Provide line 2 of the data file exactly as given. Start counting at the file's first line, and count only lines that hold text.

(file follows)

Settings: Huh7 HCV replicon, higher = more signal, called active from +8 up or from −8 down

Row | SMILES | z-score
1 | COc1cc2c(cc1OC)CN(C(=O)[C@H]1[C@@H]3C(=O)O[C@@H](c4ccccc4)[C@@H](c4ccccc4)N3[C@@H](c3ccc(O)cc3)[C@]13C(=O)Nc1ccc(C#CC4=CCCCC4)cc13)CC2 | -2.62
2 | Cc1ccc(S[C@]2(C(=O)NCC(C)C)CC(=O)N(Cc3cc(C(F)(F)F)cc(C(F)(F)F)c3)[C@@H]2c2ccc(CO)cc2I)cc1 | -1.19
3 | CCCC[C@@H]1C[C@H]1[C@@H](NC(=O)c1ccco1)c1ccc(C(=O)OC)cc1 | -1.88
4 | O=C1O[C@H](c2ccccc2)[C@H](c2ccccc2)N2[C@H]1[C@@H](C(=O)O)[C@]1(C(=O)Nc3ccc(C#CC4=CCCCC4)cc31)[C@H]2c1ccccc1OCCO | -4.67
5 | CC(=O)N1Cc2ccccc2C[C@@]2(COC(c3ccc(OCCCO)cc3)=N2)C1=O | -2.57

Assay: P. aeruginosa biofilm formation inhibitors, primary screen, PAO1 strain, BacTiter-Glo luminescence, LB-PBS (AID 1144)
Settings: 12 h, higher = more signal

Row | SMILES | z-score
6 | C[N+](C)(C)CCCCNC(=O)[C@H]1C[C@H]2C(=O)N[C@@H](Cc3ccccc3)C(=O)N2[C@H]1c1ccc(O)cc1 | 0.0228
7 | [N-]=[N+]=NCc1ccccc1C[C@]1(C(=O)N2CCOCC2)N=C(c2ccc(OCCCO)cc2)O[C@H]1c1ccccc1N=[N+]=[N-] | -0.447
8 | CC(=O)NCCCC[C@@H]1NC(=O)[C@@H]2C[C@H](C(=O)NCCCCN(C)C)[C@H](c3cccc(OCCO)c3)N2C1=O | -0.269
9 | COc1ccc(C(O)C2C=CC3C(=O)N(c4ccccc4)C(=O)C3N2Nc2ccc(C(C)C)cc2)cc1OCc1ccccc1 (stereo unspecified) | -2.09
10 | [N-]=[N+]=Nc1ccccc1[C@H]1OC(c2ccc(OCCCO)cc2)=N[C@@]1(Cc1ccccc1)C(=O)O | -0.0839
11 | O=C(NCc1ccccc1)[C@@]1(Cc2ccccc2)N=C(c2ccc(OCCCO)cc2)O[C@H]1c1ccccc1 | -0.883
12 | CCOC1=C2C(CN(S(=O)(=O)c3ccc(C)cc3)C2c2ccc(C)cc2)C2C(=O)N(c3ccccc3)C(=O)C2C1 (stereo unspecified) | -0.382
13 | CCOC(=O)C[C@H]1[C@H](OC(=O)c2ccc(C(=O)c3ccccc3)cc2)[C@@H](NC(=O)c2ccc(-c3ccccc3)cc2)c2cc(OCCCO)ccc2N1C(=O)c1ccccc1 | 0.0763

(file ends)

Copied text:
Row | SMILES | z-score